Every 12 years throngs of people flock the city of Allahbad, to attend what is said to be, and I’m quoting it. “The world’s most massive act of faith”. The Kumbh mela. I, for one have been really lucky to have been able to see this incredible phenomenon. In 1989, 24 years ago when I had just about begun my career as a chef working with the ITDC at Hotel Varnasi Ashok, I was given the opportunity to be a part of the team that catered to the food needs of the array of people that come to visit the Kumbh mela. I can assure it was an experience of a lifetime.
There is no evidence of a specific time or era during when the tradition of the Kumbh Mela began, but the legend dates back to the time during the Samudra manthan, when the gods and the demons had to churn the sea so as to obtain amrit or the nectar of immortality from the sea. When this pot of nectar emerged from the sea, the gods escaped with it. What followed was a fight between the devas and the asura’s that went on for 12 days ( equivalent to 12 human years! ) As the gods tried to protect the amrit from going into the hands of the demons, four drops of this nectar fell at four different places namely Haridwar, Ujjain, Nasik and Prayag ( Allahbad). Ever since it is believed that these places have developed a mystical quality and anyone who has a dip in the rivers in these divine places, washes away all his past sins and is eligible for liberation from the cycle of rebirth. During the Kumbh mela the piety of this snan is increased a hundred folds.
The kumbh mela is called so, as this sacrament started because of the pitcher of nectar and kumbh is another name for pot/pitcher. It is held every three years in each of the places mentioned above. The Kumbh held at Allahabad is considered the most sanctifying because it is the place of confluence of the three sacred rivers of Hindu mythology, the Ganga, theYamuna and the Saraswati. This has earned Allahabad the title of “Thirtharaja – the king of holy places”.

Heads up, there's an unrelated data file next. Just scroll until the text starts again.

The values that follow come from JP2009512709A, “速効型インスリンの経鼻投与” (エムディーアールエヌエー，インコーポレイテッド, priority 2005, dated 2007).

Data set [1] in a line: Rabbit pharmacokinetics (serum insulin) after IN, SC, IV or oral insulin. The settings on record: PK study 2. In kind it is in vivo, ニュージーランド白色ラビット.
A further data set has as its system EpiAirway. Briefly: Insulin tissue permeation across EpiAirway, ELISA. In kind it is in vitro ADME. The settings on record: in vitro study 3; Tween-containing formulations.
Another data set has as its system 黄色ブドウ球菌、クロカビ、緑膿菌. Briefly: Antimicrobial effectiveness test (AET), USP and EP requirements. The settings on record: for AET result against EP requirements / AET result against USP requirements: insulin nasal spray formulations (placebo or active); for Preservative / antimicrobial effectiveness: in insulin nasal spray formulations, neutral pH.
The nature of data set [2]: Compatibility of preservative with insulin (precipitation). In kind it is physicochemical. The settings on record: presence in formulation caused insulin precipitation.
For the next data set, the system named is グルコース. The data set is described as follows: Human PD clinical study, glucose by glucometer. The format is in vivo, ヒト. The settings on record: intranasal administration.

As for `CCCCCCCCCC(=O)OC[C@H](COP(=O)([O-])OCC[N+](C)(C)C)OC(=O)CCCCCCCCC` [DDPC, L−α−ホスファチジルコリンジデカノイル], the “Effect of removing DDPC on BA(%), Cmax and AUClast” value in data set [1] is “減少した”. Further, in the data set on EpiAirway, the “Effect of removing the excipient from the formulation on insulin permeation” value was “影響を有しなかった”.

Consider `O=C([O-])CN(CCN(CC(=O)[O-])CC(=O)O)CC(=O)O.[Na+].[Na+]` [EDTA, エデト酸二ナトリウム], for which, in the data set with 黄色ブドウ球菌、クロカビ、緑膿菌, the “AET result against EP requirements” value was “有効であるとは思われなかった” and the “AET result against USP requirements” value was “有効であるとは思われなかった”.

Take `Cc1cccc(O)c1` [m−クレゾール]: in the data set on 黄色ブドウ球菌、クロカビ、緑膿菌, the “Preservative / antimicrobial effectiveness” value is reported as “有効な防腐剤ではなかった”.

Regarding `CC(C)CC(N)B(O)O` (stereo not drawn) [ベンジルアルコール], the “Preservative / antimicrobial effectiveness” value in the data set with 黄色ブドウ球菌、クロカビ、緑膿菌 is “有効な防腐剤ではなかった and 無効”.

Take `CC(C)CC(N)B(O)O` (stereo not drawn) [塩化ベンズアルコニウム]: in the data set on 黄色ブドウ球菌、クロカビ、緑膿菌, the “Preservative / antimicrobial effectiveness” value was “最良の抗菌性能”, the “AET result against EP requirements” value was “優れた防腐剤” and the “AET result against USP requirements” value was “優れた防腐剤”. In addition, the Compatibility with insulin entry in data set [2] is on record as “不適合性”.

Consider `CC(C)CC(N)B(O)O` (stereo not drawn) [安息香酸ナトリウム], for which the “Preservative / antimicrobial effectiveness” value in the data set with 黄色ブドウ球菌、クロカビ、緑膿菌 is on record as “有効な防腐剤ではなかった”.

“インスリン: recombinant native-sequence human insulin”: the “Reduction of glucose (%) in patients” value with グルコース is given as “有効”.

The Maha kumbh mela takes place once in 12 years. The 2013 kumbh is extra special because a planetary alignment so auspicious happens only once in 144 years. The Allahabad Kumbh mela 2013 began on the 14th of January on the day of Makar sankranti at the holiest of holy places, Prayag, with a loud, colorful vibrant and numinous procession that included hundreds of thousands of people, all waiting to take a dip in the holy waters, to wash away their bad karma. The “shahi snan” as it is called happens in the most organized manner possible. A strict order is followed. The first to take a dip are the famed Naga sadhu’s. The Naga sadhu’s are one of the most fascinating and important elements of the Kumbh mela. They are Shaivaite saints, followers of Lord Shiva, who have given up worldly possessions and reside in the Himalaya’s. The only time Naga sadhu’s decend down from the holy mountain and can be seen amongst us is during the Kumbh mela. Completely unclothed, wearing garlands made of marigold flowers, matted locks of hair, ash smeared all over their body, trishul’s in hand, they make quite a sight as they take a dip in the River with loud chants of “ Ganga maiya ki jai” and “Jai bhole naath”. After the Naga Sadhu’s have had a dip, next in line are the Vaishnav Vairagi’s or the sages who follow Lord Vishnu, and are basically wandering mendichants ( monks ). Then comes the turn of the several other holy men belonging to different faiths and sects of Hinduism. Only then do the scores of pilgrims from all over the world enter the holy rivers and bath themselves with the blessings of all the gods and the saints.